Name of Case: Miranda v. Arizona

Year: 1966

Constitutional Principle:

- Criminal procedures

- Civil liberties

Why decision is Important:

- Established the requirement to inform people accused of crimes that they have the right to remain silent and receive legal representation before they say anything that can be held against them in court.


Name of Case: Tinker v. Des Moines Independent Community School District

Year: 1969

Constitutional Principle:

-Civil liberties



Why Decision is Important:

- Ruled that certain kinds of nonverbal communication can be protected under the First Amendment.


Name of Case: New York Times Co. v. United States

Year: 1971

Constitutional Principle:

- Civil liberties



Why Decision is Important:

- Gave the media more power against governmental secrecy.


Name of Case: Roe v. Wade

Year: 1973

Constitutional Principle:

- Civil liberties



Why Decision is Important:

-Ruled that state laws that criminalize abortion are unconstitutional.


Name of Case: United States v. Nixon

Year: 1974

Constitutional Principle:

- Separation of powers



Why Decision is Important:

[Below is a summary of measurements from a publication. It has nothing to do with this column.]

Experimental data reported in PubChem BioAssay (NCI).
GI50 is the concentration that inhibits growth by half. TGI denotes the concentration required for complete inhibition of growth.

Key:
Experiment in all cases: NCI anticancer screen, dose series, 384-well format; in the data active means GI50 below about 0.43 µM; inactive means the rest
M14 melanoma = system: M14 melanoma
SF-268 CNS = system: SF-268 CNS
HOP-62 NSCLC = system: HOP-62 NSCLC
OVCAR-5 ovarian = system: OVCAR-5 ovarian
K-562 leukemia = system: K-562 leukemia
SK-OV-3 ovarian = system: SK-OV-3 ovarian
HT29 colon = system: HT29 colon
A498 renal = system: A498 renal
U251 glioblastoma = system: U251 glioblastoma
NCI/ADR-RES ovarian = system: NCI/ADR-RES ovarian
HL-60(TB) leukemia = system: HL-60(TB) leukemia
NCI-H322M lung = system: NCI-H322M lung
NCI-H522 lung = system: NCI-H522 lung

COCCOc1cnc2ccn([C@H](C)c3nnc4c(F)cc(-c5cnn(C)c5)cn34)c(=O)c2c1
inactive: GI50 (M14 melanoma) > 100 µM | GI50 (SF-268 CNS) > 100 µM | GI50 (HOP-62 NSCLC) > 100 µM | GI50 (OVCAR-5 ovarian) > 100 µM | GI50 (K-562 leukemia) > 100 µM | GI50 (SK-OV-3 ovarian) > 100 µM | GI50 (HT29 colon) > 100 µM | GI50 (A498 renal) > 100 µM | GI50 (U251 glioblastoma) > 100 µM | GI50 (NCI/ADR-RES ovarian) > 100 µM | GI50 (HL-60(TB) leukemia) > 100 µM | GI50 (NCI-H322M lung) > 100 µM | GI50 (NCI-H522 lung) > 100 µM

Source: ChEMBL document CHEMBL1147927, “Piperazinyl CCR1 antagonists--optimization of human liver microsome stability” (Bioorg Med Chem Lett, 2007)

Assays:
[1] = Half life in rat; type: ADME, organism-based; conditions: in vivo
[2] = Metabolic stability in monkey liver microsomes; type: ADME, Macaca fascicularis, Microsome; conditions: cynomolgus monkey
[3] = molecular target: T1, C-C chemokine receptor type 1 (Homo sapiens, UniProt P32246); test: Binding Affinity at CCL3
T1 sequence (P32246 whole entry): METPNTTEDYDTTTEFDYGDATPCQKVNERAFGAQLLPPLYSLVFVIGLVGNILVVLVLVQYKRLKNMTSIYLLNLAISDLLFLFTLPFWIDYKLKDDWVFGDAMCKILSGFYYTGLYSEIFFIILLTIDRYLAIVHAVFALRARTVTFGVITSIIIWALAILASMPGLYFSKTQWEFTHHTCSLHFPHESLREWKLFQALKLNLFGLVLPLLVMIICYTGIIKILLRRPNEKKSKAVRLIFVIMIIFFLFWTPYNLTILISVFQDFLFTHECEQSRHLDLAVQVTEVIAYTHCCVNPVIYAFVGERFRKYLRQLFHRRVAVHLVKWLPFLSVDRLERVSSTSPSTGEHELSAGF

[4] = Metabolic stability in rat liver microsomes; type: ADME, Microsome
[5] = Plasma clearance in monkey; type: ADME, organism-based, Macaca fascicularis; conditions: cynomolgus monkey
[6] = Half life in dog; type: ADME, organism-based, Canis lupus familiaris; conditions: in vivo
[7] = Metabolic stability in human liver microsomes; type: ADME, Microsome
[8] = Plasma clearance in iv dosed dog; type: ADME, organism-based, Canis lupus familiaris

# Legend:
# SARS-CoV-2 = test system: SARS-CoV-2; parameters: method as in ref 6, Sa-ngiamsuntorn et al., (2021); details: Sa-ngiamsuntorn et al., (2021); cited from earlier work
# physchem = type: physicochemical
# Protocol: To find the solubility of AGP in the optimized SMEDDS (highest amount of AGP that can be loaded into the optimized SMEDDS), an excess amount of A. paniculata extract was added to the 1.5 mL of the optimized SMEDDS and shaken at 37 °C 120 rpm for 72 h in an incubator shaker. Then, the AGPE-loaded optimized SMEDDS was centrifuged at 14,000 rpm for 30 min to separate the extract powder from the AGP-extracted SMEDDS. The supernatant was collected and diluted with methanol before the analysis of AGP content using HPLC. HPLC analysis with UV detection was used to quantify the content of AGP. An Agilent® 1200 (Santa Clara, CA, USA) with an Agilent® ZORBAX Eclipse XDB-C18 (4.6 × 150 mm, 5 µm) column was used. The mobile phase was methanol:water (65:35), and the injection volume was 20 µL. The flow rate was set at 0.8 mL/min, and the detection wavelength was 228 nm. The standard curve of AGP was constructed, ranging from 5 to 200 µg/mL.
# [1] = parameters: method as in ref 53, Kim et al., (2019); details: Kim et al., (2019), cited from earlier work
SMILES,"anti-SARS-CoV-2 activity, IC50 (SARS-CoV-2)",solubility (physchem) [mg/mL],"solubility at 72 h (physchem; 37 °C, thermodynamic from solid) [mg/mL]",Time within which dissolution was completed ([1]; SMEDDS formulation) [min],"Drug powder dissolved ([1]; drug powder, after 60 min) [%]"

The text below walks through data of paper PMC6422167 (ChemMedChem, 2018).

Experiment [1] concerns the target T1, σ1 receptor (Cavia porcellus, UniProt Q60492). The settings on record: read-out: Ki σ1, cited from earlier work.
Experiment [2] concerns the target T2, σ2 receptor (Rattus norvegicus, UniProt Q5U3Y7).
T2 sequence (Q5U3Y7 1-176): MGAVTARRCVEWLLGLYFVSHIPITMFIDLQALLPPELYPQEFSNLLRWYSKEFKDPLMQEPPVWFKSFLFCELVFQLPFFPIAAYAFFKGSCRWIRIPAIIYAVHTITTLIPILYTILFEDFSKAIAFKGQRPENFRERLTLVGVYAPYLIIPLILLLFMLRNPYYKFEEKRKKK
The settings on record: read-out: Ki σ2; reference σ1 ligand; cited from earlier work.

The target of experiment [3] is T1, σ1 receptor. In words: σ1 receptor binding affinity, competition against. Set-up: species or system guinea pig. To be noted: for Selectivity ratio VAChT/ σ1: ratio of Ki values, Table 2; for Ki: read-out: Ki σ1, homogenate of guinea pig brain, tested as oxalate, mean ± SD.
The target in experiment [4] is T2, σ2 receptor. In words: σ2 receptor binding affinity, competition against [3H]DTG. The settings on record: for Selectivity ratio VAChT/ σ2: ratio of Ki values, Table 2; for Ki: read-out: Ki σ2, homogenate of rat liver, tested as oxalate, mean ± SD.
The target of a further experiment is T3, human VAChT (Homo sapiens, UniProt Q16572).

- Limited the President’s right to confidentiality.

- Gave federal courts the right to decide when and how that confidentiality should be limited.
Name of Case: New Jersey v. T.L.O.

Year: 1985

Constitutional Principle:

- civil liberties



Why Decision is Important:

- Ruled that juveniles have the right to the same protection as adults against illegal search and seizure.

- More clearly defined what constituted a legal search and seizure.
Name of Case: Cruzan v. Director, Missouri Department of Health

Year: 1990

Constitutional Principle:

- Civil liberties



Why Decision is Important:

- ‘Clear and convincing’ evidence was presented to demonstrate that a Missouri woman (Cruzan) in a coma from 1983 car accident should have the right to die. Intravenous feeding was ended with court approval, and Cruzan subsequently died.


Name of Case: Planned Parenthood of Southeastern Pennsylvania et al. V. Casey

Year: 1992

Constitutional Principle:

- Civil liberties

- Rights of women

Why Decision is Important:

- Struck down the portions of a Pennsylvania law requiring (1) that a woman seeking an abortion must wait 24 hours between being informed about the procedure and having it performed and (2) that a married woman must inform her husband that she planned to have an abortion.



- Upheld the portion of the law requiring minors to inform their parents before having an abortion.